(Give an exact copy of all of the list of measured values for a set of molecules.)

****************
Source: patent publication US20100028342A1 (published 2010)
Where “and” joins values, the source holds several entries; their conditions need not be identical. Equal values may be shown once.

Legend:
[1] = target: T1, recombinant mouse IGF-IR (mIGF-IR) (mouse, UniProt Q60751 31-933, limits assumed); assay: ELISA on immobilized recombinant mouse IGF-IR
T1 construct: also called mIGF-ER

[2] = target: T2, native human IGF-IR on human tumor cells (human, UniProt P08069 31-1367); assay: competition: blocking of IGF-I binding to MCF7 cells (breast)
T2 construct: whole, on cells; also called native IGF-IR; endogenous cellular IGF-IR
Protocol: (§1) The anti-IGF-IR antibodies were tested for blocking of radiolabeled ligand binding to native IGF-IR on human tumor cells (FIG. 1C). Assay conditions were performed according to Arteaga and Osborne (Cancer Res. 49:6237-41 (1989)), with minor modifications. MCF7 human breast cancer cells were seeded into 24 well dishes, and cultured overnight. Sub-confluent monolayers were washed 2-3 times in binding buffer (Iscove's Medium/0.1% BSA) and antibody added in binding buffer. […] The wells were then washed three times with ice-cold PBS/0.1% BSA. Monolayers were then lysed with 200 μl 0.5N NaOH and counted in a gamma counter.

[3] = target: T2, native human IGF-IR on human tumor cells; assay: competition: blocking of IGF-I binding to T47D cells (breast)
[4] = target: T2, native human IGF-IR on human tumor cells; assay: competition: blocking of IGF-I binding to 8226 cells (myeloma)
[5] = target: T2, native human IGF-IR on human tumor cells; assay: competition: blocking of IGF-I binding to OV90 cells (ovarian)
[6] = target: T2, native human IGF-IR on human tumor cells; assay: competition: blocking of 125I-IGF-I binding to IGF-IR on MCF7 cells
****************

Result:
Source: patent publication US20100028342A1 (published 2010)
Where “and” joins values, the source holds several entries; their conditions need not be identical. Equal values may be shown once.

Legend:
[1] = target: T1, recombinant mouse IGF-IR (mIGF-IR) (mouse, UniProt Q60751 31-933, limits assumed); assay: ELISA on immobilized recombinant mouse IGF-IR
T1 construct: also called mIGF-ER

[2] = target: T2, native human IGF-IR on human tumor cells (human, UniProt P08069 31-1367); assay: competition: blocking of IGF-I binding to MCF7 cells (breast)
T2 construct: whole, on cells; also called native IGF-IR; endogenous cellular IGF-IR
Protocol: (§1) The anti-IGF-IR antibodies were tested for blocking of radiolabeled ligand binding to native IGF-IR on human tumor cells (FIG. 1C). Assay conditions were performed according to Arteaga and Osborne (Cancer Res. 49:6237-41 (1989)), with minor modifications. MCF7 human breast cancer cells were seeded into 24 well dishes, and cultured overnight. Sub-confluent monolayers were washed 2-3 times in binding buffer (Iscove's Medium/0.1% BSA) and antibody added in binding buffer. […] The wells were then washed three times with ice-cold PBS/0.1% BSA. Monolayers were then lysed with 200 μl 0.5N NaOH and counted in a gamma counter.

[3] = target: T2, native human IGF-IR on human tumor cells; assay: competition: blocking of IGF-I binding to T47D cells (breast)
[4] = target: T2, native human IGF-IR on human tumor cells; assay: competition: blocking of IGF-I binding to 8226 cells (myeloma)
[5] = target: T2, native human IGF-IR on human tumor cells; assay: competition: blocking of IGF-I binding to OV90 cells (ovarian)
[6] = target: T2, native human IGF-IR on human tumor cells; assay: competition: blocking of 125I-IGF-I binding to IGF-IR on MCF7 cells